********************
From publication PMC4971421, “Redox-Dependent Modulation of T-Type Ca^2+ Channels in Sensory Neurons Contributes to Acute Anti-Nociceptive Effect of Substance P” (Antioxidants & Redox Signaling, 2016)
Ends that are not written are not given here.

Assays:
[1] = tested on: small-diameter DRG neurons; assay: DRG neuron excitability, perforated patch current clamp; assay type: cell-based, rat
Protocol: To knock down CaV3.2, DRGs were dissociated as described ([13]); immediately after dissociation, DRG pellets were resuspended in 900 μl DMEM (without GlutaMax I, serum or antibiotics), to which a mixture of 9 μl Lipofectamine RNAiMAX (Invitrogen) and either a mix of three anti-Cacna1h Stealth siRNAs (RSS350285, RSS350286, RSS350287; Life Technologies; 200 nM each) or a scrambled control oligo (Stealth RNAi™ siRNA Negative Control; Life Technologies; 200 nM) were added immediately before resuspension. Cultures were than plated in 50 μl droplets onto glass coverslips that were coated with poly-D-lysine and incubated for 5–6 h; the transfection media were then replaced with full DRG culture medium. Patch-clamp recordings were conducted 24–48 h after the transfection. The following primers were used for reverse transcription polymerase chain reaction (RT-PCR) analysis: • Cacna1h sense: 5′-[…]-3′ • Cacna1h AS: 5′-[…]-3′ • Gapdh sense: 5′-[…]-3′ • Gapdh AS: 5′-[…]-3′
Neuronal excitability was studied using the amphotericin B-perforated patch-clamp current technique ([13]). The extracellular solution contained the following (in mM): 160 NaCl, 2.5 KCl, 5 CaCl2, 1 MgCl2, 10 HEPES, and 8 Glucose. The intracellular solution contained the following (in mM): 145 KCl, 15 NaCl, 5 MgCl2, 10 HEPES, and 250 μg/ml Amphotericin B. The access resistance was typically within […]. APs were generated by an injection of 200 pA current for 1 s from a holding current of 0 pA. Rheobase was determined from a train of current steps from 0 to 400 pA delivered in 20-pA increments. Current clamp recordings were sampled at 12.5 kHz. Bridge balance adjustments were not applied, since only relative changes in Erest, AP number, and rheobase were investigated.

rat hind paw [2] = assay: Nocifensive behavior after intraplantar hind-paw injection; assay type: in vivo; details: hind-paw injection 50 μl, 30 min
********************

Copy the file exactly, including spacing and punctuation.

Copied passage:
From publication PMC4971421, “Redox-Dependent Modulation of T-Type Ca^2+ Channels in Sensory Neurons Contributes to Acute Anti-Nociceptive Effect of Substance P” (Antioxidants & Redox Signaling, 2016)
Ends that are not written are not given here.

Assays:
[1] = tested on: small-diameter DRG neurons; assay: DRG neuron excitability, perforated patch current clamp; assay type: cell-based, rat
Protocol: To knock down CaV3.2, DRGs were dissociated as described ([13]); immediately after dissociation, DRG pellets were resuspended in 900 μl DMEM (without GlutaMax I, serum or antibiotics), to which a mixture of 9 μl Lipofectamine RNAiMAX (Invitrogen) and either a mix of three anti-Cacna1h Stealth siRNAs (RSS350285, RSS350286, RSS350287; Life Technologies; 200 nM each) or a scrambled control oligo (Stealth RNAi™ siRNA Negative Control; Life Technologies; 200 nM) were added immediately before resuspension. Cultures were than plated in 50 μl droplets onto glass coverslips that were coated with poly-D-lysine and incubated for 5–6 h; the transfection media were then replaced with full DRG culture medium. Patch-clamp recordings were conducted 24–48 h after the transfection. The following primers were used for reverse transcription polymerase chain reaction (RT-PCR) analysis: • Cacna1h sense: 5′-[…]-3′ • Cacna1h AS: 5′-[…]-3′ • Gapdh sense: 5′-[…]-3′ • Gapdh AS: 5′-[…]-3′
Neuronal excitability was studied using the amphotericin B-perforated patch-clamp current technique ([13]). The extracellular solution contained the following (in mM): 160 NaCl, 2.5 KCl, 5 CaCl2, 1 MgCl2, 10 HEPES, and 8 Glucose. The intracellular solution contained the following (in mM): 145 KCl, 15 NaCl, 5 MgCl2, 10 HEPES, and 250 μg/ml Amphotericin B. The access resistance was typically within […]. APs were generated by an injection of 200 pA current for 1 s from a holding current of 0 pA. Rheobase was determined from a train of current steps from 0 to 400 pA delivered in 20-pA increments. Current clamp recordings were sampled at 12.5 kHz. Bridge balance adjustments were not applied, since only relative changes in Erest, AP number, and rheobase were investigated.

rat hind paw [2] = assay: Nocifensive behavior after intraplantar hind-paw injection; assay type: in vivo; details: hind-paw injection 50 μl, 30 min